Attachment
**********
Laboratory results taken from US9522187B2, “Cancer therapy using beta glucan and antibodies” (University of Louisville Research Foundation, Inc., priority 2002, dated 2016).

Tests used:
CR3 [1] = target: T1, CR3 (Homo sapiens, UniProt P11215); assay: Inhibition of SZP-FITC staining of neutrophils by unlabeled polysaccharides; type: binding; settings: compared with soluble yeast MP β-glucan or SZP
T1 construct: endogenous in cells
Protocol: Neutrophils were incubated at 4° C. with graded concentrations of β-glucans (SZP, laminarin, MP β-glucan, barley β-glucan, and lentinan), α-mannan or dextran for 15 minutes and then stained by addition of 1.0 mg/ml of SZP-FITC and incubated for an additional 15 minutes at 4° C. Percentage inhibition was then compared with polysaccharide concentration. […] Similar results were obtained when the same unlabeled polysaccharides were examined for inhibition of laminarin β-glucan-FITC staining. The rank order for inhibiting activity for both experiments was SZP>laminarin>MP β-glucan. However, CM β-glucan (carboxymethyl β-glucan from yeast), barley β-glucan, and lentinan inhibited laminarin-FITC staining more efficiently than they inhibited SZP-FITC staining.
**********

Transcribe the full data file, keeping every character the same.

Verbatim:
Laboratory results taken from US9522187B2, “Cancer therapy using beta glucan and antibodies” (University of Louisville Research Foundation, Inc., priority 2002, dated 2016).

Tests used:
CR3 [1] = target: T1, CR3 (Homo sapiens, UniProt P11215); assay: Inhibition of SZP-FITC staining of neutrophils by unlabeled polysaccharides; type: binding; settings: compared with soluble yeast MP β-glucan or SZP
T1 construct: endogenous in cells
Protocol: Neutrophils were incubated at 4° C. with graded concentrations of β-glucans (SZP, laminarin, MP β-glucan, barley β-glucan, and lentinan), α-mannan or dextran for 15 minutes and then stained by addition of 1.0 mg/ml of SZP-FITC and incubated for an additional 15 minutes at 4° C. Percentage inhibition was then compared with polysaccharide concentration. […] Similar results were obtained when the same unlabeled polysaccharides were examined for inhibition of laminarin β-glucan-FITC staining. The rank order for inhibiting activity for both experiments was SZP>laminarin>MP β-glucan. However, CM β-glucan (carboxymethyl β-glucan from yeast), barley β-glucan, and lentinan inhibited laminarin-FITC staining more efficiently than they inhibited SZP-FITC staining.